The growth of mobile computing on the Internet has been accelerating; a trend that is expected to continue into the future, as organizations make increased use of mobile devices. The communications infrastructure is a major factor enabling today's mobile computing by providing continuous access to powerful applications and data bases hosted on servers in data centers.
On the Internet, wireless networks have been growing to provide increasing accommodations for wireless devices. Wireless access technologies including Wi-Fi, 4G, and LTE are being deployed to meet the needs of this highly competitive commercial market, to provide mobile devices access to the servers that power today's applications.
The typical wireless access architecture depicted above illustrates how mobile computing can be implemented in a business environment. The access architecture is necessary to provide high bandwidth secure connections to corporate applications, data, and services. This architecture includes access points with integrated intrusion detection sensors to detect rogue devices. In this architecture, sessions are encrypted with centrally managed WiFi access points that connect to managed switches and routers for connection to business services and data.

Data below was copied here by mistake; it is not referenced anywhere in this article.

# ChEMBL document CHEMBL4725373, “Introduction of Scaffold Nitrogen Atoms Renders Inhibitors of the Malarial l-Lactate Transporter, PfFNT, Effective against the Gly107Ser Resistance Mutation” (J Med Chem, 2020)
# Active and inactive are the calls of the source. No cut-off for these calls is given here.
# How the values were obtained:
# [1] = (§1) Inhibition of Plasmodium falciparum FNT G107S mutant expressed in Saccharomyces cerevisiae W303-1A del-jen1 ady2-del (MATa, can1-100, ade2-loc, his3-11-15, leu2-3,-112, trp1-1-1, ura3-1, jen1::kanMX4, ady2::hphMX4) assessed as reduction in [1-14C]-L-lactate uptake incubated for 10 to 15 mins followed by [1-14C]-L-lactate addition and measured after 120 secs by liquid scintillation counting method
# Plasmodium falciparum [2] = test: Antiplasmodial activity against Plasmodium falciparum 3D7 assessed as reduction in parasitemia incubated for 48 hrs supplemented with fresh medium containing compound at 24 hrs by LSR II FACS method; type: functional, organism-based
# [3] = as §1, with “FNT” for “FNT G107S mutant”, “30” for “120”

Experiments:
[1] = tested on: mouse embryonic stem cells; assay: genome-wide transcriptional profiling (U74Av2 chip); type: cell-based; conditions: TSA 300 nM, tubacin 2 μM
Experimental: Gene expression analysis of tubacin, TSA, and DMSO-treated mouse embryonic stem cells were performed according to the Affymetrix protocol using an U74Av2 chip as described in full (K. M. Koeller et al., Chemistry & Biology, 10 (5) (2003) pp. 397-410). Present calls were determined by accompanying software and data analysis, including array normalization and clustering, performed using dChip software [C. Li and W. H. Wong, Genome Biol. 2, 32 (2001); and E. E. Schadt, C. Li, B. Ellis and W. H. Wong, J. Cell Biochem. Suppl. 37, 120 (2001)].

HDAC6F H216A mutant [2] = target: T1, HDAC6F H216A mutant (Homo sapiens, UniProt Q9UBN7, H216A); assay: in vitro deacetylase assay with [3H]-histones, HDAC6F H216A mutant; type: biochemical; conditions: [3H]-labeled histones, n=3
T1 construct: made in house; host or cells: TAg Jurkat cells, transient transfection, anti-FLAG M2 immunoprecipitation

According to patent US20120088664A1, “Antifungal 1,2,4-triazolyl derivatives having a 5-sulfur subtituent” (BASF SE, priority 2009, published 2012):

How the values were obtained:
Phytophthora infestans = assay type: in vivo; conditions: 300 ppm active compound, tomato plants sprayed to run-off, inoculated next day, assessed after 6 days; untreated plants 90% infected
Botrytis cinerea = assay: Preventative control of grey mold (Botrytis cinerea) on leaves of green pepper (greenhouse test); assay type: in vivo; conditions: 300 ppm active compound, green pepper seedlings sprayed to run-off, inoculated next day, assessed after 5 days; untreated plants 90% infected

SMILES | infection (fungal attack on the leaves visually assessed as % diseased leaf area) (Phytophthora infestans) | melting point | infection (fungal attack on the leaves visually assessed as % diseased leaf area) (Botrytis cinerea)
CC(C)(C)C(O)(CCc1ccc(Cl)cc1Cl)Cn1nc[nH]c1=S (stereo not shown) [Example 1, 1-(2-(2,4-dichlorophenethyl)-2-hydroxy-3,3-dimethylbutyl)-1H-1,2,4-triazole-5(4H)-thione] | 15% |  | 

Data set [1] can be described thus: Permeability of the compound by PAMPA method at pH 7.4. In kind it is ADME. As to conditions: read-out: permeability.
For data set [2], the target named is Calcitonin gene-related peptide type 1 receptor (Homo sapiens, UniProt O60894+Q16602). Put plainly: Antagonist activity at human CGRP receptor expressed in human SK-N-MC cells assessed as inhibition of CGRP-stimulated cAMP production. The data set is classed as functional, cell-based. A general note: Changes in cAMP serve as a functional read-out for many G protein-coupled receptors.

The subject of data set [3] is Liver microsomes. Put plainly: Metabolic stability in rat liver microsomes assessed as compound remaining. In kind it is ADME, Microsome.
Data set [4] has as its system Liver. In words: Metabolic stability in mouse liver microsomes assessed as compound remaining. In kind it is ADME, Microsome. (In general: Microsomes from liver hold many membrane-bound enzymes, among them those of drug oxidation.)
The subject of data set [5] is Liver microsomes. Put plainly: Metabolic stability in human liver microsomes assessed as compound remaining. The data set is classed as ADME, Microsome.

Recognizing that mobile computing services depend heavily on back-end servers, it is important to understand the alternative architectural models that can be used, each of which has its respective advantages and disadvantages: Local Application Architecture, Web Browser Architecture, and Remote Desktop Architecture.
The local application architecture is the simplest way to run installed applications natively on mobile devices. Data is accessed, stored, and processed by these applications which can interact with servers as needed to retrieve information. The limitations of this architecture include the security and capacity constraints involved in transferring data wirelessly, storing sensitive data on mobile devices, and processing data on the mobile device.
The web browser architecture allows the mobile user to access and work with massive data repositories, stored on web servers, leveraging the capacity, processing power, and security of these servers. The limitations of this architecture are the constraints of the mobile device's web browser, and caching exposures for sensitive data on the mobile device.
The remote desktop architecture uses a client connection application that provides a terminal session to either a terminal server or a virtual desktop session on a virtual desktop infrastructure (VDI). The advantage of this architecture is that the client session and application programs are actually running on the VDI servers in a secure data center, hosted on powerful multiprocessor servers, accessing data on high capacity storage systems, over high bandwidth data center networks. Only the screen display, keyboard inputs, and mouse controls traverse the wireless networks. Additionally, the user has access to the full graphical system user interface, desktop operating system, and applications running on the virtual desktop.